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Taming the Shit Cannon: Reflections from a New Father

As mentioned in my last post we’ve had (what is most certainly) a life changing event happen here Under The Money Tree. While I promise that this site won’t turn exclusively into an online homage to reusable nappies I can’t let an event like this pass without posting a few observations of the things we’ve learned so far.

1. Priorities Change

Whilst I knew having a sprog would change things, I wasn’t fully prepared for how much my priorities would shift in such a short space of time.

Suddenly the prospect of ‘suffering’ some additional time in the office suddenly doesn’t seem so bad when the future benefit will be for the little man. Of course that’s a doubled edged sword right there because I simultaneously want to spend as much time as is humanly possible with him.

It’s been a month now and already he’s changed so much so the prospect of missing out in the future isn’t very appealing.  Now the paternity leave is over I’m already spending more time with Master Excel than Master Money Tree.

What I’m trying to say is that I’ve immediately become a whole lot less selfish. I’m suddenly willing to sacrifice anything for the little man. Exactly how much impact there is to both my finances and work/time remains to be seen. After all there is nothing worse than a spoilt child.

2. Sleep is over rated

Last night my little man woke me up at 1am, 3am and finally at 5.20am. I managed to ignore the 1am call, chipped in with a nappy at 3am and at 5.20 it wasn’t far off my alarm going off (5.50am) so I didn’t bother going back to sleep.

After 5 weeks of the above ‘routine’ I’ve not found it too bad so far. Sure I’m knackered most of the time, but then I always was anyway before his arrival.

3. Spending Habits are unchanged

Of course it will no doubt take many years before the true financial consequences of our new arrival is. Having a child can change your spending habits in a major way, that is clear to me after only being 5 weeks into the journey. I’m hopeful that like Mr & Mrs MMM we’ll be able to look back and report UTMT junior to be a $140 baby or close.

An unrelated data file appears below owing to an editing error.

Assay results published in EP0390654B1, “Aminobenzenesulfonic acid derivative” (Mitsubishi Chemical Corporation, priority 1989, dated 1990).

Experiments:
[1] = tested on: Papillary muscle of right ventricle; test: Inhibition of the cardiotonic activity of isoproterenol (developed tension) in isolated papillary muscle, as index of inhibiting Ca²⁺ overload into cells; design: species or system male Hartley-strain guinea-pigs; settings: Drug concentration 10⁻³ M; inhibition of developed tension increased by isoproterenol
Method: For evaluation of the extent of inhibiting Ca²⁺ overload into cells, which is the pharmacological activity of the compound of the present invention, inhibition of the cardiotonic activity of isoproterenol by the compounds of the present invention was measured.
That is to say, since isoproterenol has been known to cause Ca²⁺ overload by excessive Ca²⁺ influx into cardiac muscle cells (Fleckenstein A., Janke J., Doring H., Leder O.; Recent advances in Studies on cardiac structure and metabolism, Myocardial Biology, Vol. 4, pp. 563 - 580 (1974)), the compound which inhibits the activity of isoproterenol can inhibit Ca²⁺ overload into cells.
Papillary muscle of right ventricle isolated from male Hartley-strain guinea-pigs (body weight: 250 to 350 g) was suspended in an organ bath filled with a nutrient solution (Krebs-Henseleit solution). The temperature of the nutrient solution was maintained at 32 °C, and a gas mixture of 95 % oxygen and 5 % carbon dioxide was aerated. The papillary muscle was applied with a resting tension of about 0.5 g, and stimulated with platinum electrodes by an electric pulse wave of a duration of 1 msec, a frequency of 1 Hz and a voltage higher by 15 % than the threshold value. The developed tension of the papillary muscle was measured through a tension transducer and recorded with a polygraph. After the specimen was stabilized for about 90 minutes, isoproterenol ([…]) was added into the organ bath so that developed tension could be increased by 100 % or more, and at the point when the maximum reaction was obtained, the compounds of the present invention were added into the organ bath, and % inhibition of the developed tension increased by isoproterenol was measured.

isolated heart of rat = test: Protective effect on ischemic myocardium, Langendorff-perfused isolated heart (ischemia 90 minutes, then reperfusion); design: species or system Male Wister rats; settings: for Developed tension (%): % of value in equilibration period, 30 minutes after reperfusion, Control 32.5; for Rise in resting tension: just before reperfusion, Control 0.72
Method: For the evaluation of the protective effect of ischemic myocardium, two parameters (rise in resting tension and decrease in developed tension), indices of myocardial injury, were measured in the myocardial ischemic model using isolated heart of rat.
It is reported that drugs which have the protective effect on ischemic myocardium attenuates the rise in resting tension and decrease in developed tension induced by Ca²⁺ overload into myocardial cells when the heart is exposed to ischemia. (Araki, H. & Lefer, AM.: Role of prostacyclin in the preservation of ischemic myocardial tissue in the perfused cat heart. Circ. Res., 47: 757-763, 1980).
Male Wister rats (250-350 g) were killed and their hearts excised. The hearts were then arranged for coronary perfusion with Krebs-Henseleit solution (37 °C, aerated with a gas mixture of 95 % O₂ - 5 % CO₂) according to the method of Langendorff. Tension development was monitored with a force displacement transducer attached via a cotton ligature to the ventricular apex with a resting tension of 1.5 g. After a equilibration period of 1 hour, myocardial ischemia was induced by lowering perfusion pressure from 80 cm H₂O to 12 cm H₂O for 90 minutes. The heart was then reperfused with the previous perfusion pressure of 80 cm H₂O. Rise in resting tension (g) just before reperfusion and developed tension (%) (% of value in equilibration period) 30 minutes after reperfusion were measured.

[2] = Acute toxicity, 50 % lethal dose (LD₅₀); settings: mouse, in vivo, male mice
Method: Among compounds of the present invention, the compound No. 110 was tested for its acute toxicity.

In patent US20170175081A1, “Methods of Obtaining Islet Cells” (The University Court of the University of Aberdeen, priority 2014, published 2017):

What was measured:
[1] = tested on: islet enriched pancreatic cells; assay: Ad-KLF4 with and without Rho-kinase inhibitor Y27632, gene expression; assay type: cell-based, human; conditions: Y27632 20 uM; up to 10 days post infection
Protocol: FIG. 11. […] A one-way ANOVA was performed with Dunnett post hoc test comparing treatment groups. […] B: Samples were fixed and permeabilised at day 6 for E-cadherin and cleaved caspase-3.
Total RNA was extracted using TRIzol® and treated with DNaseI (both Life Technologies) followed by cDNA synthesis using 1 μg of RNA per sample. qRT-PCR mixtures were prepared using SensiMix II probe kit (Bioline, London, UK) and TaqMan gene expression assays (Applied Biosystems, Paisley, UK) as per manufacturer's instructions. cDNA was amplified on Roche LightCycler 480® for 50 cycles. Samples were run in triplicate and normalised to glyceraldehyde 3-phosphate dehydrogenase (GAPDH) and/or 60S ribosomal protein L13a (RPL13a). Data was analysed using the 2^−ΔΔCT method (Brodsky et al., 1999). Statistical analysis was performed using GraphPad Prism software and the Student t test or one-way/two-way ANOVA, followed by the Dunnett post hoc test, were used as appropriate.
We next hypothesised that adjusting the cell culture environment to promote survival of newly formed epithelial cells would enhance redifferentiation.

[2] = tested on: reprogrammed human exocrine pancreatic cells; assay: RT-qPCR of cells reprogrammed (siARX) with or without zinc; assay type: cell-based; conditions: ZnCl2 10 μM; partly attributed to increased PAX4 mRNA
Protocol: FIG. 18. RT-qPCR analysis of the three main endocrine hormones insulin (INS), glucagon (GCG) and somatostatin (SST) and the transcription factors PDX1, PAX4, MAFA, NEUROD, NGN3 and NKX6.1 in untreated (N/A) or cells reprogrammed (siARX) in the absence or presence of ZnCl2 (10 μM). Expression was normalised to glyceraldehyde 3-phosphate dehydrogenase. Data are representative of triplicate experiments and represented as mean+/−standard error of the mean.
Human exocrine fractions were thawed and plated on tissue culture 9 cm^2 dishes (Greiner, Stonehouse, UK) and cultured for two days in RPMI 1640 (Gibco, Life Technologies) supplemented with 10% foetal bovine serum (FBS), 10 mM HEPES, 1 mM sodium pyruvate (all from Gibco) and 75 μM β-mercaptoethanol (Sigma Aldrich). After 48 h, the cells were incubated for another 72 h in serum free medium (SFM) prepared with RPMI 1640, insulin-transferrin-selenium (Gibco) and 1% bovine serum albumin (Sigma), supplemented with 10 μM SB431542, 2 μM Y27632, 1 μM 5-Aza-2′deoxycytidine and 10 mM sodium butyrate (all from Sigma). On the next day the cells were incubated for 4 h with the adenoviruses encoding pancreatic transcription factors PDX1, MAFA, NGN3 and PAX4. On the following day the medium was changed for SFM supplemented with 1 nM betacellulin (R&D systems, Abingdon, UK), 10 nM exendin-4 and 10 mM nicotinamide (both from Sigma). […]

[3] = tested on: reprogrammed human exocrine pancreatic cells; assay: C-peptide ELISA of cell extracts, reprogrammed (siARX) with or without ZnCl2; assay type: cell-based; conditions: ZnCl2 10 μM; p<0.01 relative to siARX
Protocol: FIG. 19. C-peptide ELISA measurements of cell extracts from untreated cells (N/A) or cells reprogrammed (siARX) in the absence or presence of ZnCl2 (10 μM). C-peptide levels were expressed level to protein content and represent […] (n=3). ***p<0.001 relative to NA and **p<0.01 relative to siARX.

Thankfully we’ve benefitted hugely from generous family and friends that have given or lent us all manner of things including a cot, car seat, moses basket, baby monitor, baby grows galore, teddies, steralisers, breast pumps and a whole host of other gadgets and gizmos that would easily cost a sizeable four figure number to buy new if we were that way inclined.

We’ve simultaneously watched some friends from our NCT classes drop some big money on a whole host of guff.

Some of the easy stuff we didn’t do:

  • Buy new when friends and family kindly offered to lend/give us their bits
  • Spend hundreds redecorating a nursery room that hasn’t been used yet!
  • Spend hundreds on baby specific furniture (see below)
  • Buy any baby grows when all the advice said we’d be given more than we needed (which turned out to be correct)

4. Beware the Marketing Men

Much like Apple managed to create a new market for tablet computers, marketing departments the world over have seemingly managed to ‘create’ new products that are supposedly required the moment you add a baby to the family.

Some friends who were expecting around the same time invited us over to view their nursery a few weeks back. Amongst other things they took great delight in proudly showing us their spanking new ‘changing unit’ which I later found out cost in excess of £500! This is some truly great marketing by the baby furniture industry as in reality all this thing is is a chest of drawers with a 1″ dowel rim around the top.

We resisted the urge to spunk 500 large for the sake of it and instead began by using an old TV unit (which was itself converted from an old pine storage unit a few years back) as a ‘changing table’. However after a couple of days experience we quickly decided the floor was the most practical/safest place to deal with the consequences of an all milk diet.

If you’re easily tempted by the urge to splurge then having a baby opens up a whole new world of ways to abuse your credit card. Thankfully we’ve managed to avoid most of this so far.

5. Investing Habits Remain

Of course brewing on my conscious is what/how/when to invest for the future of UTMT jnr. Naturally one of my first stops will be Monevators take on things. Naturally it’s a no brainer to get the youngster exposed to some compounding interest however closely followed behind is the need for me to keep control of the investments to minimise the risk of them being squandered.

Also I need to try to devise a way to educate him in the world of saving, financial wisdom and frugality. I need to ensure that he doesn’t see any investment fund that is accumulated on his behalf as an entitlement. Ideally there would some way for him to ‘earn’ it in the future rather than just being given it.If you have any ideas how to implement some sort of ‘incentivized’ investment program for kids I’d love to hear form you.

For now the UTMT household keeps investing and saving as if nothing has happened.

6. Time is Short

I was time poor before having a child, or so I thought. Since his arrival my time has become even more scarce.

Children demand (and make you want to give them) lots of attention. Previously after getting home from work I’d do all sorts of jobs (some garden work maybe, writing, photography, DIY projects) before thinking about dinner. Now its a mad scramble to spend as much time with him as possible and everything else has to some extent taken the back seat.